While we didn’t have much time during the chat to delve into how to gain c-suite support, I suspect that if we had, Jay would have said something similar.

This is a very important point and something of major concern to executives who feel giving away too much knowledge will hurt their business and help their competitors. But I agree with Jay completely that there are very few secrets out there. Even if a competitor has the basic knowledge of what you are offering, they don’t have the in-house talent and skills to create an end product in the same way, deliver it the same way, or even sell it the same way.

If you compare a dozen companies in the same industry selling the same product… all of them have different formulas behind their success (or lack of it). It’s the people that make the difference, and the combination of talents. That’s impossible to replicate, even if you have all the same ingredients.

It would be like making up a recipe knowing the ingredients, but missing the specific metrics of tablespoons, teaspoons, a half cup here and a third cup there. Good luck without that, right? It won’t taste the same.

I’ve heard Jay say this one quite a few times, and it’s STILL my favorite one. Jay has a fantastic talent at putting imagery into his words. I’d like to absorb that skill! We went on to talk briefly about metrics, where he said, “For PR (and for anything), make sure you figure out (and get client agreement on) measurement narrative BEFORE you start.” That’s a great thought to wrap up on. Setting expectations before you begin makes an enormous impact on whether your colleagues and supervisors see a Youtility-based campaign as successful or not. The more intangible the results, the more important setting expectations will be. Don’t leave it out; you would be setting yourself up for failure.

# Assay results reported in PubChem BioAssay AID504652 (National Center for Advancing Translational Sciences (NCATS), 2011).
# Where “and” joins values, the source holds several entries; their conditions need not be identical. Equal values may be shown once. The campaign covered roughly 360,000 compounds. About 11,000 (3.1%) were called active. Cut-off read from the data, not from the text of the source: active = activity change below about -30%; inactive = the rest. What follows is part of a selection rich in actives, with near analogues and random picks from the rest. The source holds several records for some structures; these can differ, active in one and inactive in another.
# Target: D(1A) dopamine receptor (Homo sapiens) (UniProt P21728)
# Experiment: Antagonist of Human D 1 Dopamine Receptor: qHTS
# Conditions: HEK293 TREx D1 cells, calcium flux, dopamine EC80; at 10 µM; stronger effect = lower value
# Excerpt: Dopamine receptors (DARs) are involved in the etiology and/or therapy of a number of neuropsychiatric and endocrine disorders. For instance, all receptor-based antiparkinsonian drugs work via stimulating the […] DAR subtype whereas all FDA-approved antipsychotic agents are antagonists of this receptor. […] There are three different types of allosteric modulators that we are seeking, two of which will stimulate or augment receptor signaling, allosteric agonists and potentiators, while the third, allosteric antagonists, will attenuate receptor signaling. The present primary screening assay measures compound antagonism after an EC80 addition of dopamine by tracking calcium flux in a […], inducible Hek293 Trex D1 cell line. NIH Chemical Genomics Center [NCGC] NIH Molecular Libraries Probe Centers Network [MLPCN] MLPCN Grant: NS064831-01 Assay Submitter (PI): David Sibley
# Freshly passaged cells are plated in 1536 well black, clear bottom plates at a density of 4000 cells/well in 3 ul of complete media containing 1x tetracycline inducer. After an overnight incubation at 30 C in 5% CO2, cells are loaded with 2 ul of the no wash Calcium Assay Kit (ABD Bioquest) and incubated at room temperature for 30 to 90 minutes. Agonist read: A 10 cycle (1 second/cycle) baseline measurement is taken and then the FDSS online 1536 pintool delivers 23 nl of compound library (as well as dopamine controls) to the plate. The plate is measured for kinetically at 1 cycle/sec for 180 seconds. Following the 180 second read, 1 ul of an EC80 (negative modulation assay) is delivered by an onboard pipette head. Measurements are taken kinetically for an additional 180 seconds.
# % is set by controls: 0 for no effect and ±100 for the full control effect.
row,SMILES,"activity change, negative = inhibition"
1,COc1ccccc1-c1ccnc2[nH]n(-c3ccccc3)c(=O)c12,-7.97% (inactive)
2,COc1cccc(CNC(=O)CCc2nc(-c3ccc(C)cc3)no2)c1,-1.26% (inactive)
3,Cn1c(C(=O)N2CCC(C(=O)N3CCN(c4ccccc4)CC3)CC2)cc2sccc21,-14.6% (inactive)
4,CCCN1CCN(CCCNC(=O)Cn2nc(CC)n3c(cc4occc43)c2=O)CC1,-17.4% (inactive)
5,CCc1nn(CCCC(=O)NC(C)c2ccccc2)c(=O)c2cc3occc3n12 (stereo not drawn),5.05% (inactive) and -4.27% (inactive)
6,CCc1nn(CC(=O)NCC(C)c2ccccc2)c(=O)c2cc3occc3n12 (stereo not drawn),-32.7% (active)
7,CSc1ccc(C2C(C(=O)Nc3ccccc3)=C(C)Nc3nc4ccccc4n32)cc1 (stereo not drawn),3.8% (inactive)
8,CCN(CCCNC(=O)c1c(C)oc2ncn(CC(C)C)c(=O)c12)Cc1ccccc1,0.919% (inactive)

And, naturally, here’s my favorite tweet of all! LOL

Jay, thank you again for joining us on the chat! Your time is so appreciated!! I can speak for everyone who participated when I say we were VERY disappointed to run out of time. We wanted more nuggets of wisdom on some of the questions than we had time to cover.

Readers, if you don’t have a copy of Youtility yet, go grab one. It’s only ten bucks for the Kindle version. As one of the most popular marketing books of 2013, how can you NOT read it?

If you are thinking to launch your own Youtility campaign, take time to really explore your audience. Stop thinking about your needs, and focus on what could help THEM and be incredibly useful. Connect that to your own goal or metric, then set the lions loose.

My favorite thing about Youtility thinking is that it doesn’t only benefit a company in one area, it can drive a company culture of understanding the customer on a deeper level. That’s all good.

REMINDER –> Don’t forget to put the next #PRprochat on your calendar. It’s the first Thursday of every month at 3pm CST normally, but the July chat will be July 10th (bumped forward one week to accommodate the Independence Day holiday). See you then!